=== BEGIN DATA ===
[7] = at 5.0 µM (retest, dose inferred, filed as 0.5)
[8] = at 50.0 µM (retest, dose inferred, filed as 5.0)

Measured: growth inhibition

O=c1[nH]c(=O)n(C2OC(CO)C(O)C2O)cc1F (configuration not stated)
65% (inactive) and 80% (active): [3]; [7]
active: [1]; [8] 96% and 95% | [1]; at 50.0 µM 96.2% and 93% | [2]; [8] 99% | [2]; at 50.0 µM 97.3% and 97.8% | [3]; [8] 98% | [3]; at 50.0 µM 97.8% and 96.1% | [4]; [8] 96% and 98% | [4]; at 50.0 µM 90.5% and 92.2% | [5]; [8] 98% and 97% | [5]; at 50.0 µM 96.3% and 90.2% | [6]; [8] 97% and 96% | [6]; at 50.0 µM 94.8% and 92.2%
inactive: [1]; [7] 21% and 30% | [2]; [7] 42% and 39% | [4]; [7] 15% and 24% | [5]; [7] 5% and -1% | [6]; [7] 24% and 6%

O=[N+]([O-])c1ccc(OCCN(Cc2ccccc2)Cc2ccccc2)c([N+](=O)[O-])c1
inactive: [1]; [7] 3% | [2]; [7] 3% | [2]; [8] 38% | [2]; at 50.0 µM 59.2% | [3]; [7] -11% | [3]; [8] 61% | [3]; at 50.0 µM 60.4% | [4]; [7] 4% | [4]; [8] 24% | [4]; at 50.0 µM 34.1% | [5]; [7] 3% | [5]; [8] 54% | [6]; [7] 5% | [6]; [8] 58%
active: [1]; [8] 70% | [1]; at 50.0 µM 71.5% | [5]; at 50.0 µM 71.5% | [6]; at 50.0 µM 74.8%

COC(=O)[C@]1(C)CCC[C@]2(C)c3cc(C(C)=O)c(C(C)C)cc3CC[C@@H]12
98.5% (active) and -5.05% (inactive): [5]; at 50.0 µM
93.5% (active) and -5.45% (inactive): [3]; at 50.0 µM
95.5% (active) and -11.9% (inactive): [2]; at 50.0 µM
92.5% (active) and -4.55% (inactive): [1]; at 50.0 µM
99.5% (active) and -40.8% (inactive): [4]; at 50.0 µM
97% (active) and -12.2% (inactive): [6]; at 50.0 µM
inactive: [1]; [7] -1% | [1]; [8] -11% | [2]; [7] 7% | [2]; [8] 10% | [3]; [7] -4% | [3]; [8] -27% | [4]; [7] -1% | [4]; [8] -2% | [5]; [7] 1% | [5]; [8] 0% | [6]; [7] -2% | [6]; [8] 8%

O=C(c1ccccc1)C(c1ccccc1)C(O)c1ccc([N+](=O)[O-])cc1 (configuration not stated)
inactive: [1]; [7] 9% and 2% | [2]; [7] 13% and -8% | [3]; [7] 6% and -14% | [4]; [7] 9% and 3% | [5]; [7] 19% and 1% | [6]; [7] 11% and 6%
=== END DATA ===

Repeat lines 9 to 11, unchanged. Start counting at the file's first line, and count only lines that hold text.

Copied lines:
inactive: [1]; [7] 3% | [2]; [7] 3% | [2]; [8] 38% | [2]; at 50.0 µM 59.2% | [3]; [7] -11% | [3]; [8] 61% | [3]; at 50.0 µM 60.4% | [4]; [7] 4% | [4]; [8] 24% | [4]; at 50.0 µM 34.1% | [5]; [7] 3% | [5]; [8] 54% | [6]; [7] 5% | [6]; [8] 58%
active: [1]; [8] 70% | [1]; at 50.0 µM 71.5% | [5]; at 50.0 µM 71.5% | [6]; at 50.0 µM 74.8%

COC(=O)[C@]1(C)CCC[C@]2(C)c3cc(C(C)=O)c(C(C)C)cc3CC[C@@H]12